MA Gender and Culture explores cultural forms, practices and theories as they relate to ideas around gender and sexuality.

    You will examine gender theories from perspectives in both the humanities and the social sciences, and theorists from Freud to Butler.

    This course allows you to explore aspects of culture from a gender perspective, and covers feminist debate in the visual arts, film studies, literature, history and music.

    You can also investigate gender as it relates to fine art, literature or musical composition, or cultural practices such as shopping, interior decorating or going clubbing.

    You will have access to cutting-edge feminist, queer, and postcolonial thinking around issues of identity, representation and self-representation. You will also consider sexuality, class, postcoloniality, diaspora, subjectivity, desire and difference within this framework.

    The programme combines key theoretical ideas with a radically new way of approaching culture in the 20th century.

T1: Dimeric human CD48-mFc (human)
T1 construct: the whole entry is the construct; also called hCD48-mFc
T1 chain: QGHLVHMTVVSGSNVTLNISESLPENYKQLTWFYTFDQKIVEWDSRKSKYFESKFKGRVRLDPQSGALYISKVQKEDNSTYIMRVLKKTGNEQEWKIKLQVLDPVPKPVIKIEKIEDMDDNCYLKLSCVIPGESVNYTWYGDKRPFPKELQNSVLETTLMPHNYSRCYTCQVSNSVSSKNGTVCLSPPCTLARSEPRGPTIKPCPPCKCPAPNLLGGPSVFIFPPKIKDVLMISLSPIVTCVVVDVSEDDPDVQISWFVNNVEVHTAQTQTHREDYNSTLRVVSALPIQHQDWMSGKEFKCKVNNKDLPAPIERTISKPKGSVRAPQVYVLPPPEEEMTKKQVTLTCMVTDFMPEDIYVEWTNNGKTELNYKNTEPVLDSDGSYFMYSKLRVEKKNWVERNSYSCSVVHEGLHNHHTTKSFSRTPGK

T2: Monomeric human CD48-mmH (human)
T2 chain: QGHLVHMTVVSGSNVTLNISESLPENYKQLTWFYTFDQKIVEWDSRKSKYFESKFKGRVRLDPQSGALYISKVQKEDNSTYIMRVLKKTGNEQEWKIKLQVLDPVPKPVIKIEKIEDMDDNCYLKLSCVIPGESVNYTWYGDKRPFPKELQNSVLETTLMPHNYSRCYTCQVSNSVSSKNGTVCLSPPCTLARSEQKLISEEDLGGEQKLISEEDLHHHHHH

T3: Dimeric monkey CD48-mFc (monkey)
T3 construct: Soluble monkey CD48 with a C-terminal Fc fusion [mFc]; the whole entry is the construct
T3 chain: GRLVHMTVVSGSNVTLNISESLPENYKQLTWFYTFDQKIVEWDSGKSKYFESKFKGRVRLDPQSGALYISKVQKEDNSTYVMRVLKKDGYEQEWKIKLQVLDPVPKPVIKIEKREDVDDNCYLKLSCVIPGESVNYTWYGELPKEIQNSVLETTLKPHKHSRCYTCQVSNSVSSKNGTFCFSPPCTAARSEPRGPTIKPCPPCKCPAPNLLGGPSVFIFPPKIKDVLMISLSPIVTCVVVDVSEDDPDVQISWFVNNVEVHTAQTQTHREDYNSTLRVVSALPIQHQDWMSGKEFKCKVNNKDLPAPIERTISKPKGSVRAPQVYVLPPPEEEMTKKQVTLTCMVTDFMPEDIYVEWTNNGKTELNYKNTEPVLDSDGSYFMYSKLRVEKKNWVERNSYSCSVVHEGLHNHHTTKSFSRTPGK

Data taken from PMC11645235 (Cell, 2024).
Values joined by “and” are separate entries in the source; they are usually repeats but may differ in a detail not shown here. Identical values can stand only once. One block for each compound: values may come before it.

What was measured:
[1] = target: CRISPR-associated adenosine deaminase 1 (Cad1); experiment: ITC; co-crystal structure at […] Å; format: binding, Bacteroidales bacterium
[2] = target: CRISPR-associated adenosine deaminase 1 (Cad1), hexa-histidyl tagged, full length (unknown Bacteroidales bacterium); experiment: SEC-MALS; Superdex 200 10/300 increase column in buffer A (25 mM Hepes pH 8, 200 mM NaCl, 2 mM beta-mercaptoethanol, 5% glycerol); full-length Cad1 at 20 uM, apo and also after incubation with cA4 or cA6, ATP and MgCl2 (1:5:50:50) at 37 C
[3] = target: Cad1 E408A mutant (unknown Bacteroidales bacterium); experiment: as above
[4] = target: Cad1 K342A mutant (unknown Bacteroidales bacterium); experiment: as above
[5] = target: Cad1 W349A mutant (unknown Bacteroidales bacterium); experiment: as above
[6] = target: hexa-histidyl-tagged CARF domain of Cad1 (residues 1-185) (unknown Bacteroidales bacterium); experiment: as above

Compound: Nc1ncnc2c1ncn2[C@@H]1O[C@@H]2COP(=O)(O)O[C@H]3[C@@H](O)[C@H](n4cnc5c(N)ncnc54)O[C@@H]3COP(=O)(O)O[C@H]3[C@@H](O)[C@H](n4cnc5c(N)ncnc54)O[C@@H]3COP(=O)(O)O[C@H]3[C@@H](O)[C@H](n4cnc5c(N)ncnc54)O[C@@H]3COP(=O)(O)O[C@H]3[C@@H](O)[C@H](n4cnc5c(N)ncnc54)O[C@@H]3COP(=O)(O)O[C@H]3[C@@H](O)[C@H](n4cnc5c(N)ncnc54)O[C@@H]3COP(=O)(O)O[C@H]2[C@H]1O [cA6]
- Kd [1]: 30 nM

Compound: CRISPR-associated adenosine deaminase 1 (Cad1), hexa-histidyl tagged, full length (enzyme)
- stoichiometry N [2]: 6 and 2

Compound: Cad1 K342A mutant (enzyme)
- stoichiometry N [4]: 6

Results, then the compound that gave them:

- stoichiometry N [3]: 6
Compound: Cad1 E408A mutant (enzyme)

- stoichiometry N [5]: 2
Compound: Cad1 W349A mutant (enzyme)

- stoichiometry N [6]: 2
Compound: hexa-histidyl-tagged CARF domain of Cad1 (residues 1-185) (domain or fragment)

MA Gender and Culture gives you the opportunity to move from the study of femininity, modernity and representation in the culture of the twentieth century through to related studies such as film analysis, musicology and literary criticism.

    Postgraduate Diploma in Gender and Culture
    Available on a 12-month full-time or 24-month part-time basis, the Postgraduate Diploma in Gender and Culture covers similar ground to the MA, but does not include the dissertation module.

    On the basis of a good performance in a full-time student's first semester, or a part-timer's first year, students initially registered for the Diploma may be transferred onto the corresponding MA.

    MA Gender and Culture is available on a 12-month full-time or a 24-month part-time basis. The course has five modules: four compulsory, one elective.